Movie Review: “The Ides of March” [TIFF Exclusive]

Written by Josh Litman October 04, 2011

Good, but not great.

That’s how I would sum up George Clooney’s new political pic. And when I say “George Clooney’s,” I mean it every which way; the guy wrote, directed and acted in it. Someone’s been busy, huh?

Ryan Gosling further cements himself as a bona fide star with a truly formidable presence in this shiny new film. Gosling portrays Stephen Myers, a talented press secretary for governor Mike Morris’ (George Clooney) campaign for the Democratic presidential nomination. He is filled with optimism and the sense that he believes in what he is doing — and who he is doing it for. Of course, he hasn’t seen the dark side…yet.

The Ides of March is a professionally executed slice of entertainment. It is well-acted throughout, and there are some very nice pockets of humour, especially in the early parts of the film.

Unfortunately, the movie tricks you into thinking a couple of things. One is that it has an array of well-developed characters; it doesn’t. Underdeveloped roles are simply filled by overly talented actors. Gosling’s character is a bit of an exception, though.

Second is the feeling that there’s more to the story than what’s on the surface; there isn’t. The movie wraps itself around one cynical message and doesn’t feel the need to add extra layers; no further goals, character issues, etc. Politics is life and that’s all that matters. I do get that that might be ‘the point’…but it could also just be lazy storytelling.

Evan Rachel Wood does stand out, though, as sexy and seductive 20-year-old intern Molly Stearns with a few…issues, shall we say. And Philip Seymour Hoffman steals the show as Paul Zara, Morris’ experienced campaign manager. Well-written character or not, Hoffman is awesome and commands the screen like no one before him (even more so than Gosling). And Giamatti as Hoffman’s counterpart for the Republicans is also great (as usual). Again, I just wish the characters were more like Transformers (i.e., more than meets the eye). Nevertheless, the actors are game and keep the ball rolling from beginning to end.

It’s important to note that while Clooney does a fine job himself in the film, he’s not much more than a supporting character. He has a relatively small amount of screen time, and his character is fairly cliché and underdeveloped — like many of the others. Seriously, the more I think about it, Clooney’s character is hardly a character at all, but a tool for the plot more than anything else. It’s lucky he’s so charming to distract us from this reality most of the time.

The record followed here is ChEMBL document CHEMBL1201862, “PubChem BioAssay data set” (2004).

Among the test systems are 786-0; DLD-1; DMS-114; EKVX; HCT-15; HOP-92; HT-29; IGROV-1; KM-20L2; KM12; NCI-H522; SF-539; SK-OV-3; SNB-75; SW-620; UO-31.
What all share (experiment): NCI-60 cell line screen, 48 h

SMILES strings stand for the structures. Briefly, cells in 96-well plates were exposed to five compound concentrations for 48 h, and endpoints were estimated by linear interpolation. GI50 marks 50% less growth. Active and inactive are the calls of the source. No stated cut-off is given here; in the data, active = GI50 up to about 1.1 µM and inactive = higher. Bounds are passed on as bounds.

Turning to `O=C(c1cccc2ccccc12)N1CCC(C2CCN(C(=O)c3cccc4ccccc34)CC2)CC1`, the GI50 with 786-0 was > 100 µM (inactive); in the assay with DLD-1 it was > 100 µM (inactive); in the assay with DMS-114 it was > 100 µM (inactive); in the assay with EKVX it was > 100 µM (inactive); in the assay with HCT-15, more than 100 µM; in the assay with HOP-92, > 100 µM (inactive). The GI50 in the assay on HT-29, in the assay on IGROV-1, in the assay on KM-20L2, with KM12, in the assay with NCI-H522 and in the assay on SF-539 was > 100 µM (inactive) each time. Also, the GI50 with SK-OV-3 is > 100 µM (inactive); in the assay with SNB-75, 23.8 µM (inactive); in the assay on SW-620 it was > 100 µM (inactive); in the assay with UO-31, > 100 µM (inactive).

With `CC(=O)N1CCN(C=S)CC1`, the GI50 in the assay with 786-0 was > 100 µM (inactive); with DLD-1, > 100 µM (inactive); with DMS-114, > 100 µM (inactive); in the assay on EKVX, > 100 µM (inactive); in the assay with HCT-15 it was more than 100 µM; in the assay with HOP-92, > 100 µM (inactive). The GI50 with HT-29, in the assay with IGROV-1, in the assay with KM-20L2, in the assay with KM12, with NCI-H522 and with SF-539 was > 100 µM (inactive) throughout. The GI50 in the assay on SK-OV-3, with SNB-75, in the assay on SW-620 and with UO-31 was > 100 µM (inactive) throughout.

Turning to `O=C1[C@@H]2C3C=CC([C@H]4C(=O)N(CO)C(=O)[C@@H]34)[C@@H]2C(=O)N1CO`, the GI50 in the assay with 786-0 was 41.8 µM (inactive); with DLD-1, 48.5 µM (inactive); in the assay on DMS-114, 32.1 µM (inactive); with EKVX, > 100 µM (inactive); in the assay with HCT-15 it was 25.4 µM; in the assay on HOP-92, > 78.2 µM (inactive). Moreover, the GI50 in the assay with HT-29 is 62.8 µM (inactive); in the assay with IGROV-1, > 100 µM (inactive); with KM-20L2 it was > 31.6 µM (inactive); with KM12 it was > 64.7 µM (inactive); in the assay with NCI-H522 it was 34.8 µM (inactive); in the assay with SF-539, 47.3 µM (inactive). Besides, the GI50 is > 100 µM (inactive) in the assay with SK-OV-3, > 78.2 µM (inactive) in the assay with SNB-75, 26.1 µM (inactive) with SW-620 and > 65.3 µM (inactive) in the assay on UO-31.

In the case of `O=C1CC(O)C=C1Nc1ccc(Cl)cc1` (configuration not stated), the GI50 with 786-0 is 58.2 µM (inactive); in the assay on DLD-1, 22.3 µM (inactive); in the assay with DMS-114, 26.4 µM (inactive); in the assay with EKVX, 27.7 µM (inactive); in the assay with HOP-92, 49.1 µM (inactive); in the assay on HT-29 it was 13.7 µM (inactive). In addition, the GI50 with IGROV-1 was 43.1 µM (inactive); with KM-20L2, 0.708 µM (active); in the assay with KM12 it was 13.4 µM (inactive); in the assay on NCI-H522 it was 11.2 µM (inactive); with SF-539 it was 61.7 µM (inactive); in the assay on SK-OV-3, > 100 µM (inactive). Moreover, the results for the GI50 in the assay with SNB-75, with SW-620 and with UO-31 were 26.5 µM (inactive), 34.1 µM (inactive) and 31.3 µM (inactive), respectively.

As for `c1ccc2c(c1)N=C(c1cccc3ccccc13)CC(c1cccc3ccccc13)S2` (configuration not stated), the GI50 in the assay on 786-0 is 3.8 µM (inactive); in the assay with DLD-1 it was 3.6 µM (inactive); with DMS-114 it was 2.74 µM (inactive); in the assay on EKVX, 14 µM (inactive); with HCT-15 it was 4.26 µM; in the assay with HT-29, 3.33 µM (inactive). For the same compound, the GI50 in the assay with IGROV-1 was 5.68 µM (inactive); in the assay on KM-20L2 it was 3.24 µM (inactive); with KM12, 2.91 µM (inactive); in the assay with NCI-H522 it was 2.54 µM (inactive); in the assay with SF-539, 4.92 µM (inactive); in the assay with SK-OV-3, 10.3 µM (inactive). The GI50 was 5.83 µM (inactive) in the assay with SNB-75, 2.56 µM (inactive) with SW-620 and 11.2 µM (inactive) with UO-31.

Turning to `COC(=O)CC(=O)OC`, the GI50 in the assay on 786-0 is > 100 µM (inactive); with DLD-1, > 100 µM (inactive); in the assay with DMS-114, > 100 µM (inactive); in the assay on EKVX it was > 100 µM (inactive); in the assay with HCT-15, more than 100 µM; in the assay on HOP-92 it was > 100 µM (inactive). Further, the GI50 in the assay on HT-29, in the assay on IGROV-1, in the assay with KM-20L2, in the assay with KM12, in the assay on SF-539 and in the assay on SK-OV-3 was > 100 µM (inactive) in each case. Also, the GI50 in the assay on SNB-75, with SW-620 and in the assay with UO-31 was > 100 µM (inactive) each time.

In conclusion, the film is severely lacking in the character department. Gosling’s Myers is the only character with any sort of real development in my opinion (and perhaps Woods’ Molly, too, to an extent). But even Myers falls prey to us not knowing much about him outside of what we see onscreen. For the most part, characters feel like cogs in a machine, intended to serve very specific purposes in support of the message and plot. The world seems too enclosed, even if that is the point.

As a cynical ‘message movie,’ it does its job, I guess. But everything else-wise, I just wanted it to go deeper. The Ides of March is polished and professionally made, and it moves at a decent pace for sure. Clooney is a triple-threat, directing, writing, and starring (sort of). And Gosling is an all-star, which he has proven time and again. Hell, Gosling’s on a streak this year with this, Drive, and Crazy, Stupid, Love. under his belt (the latter being two of my favourite films so far this year).

The Ides of March may be a glossy political flick with shallow characters and great acting, but…well, actually, that’s exactly what it is. So you’ll probably find it to be good. But not great.

My Rating: 7.5/10


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About Josh Litman

Josh Litman

Director/producer/writer/actor/editor/cinematographer/musician/neuroscientist… Josh prides himself on being simultaneously awesome and modest. In addition to We Eat Films, Josh also produces his own work (films, writing) under the banner of Action Potential Productions and has his own website, too, where his handiwork can be viewed: -- or (if you prefer).

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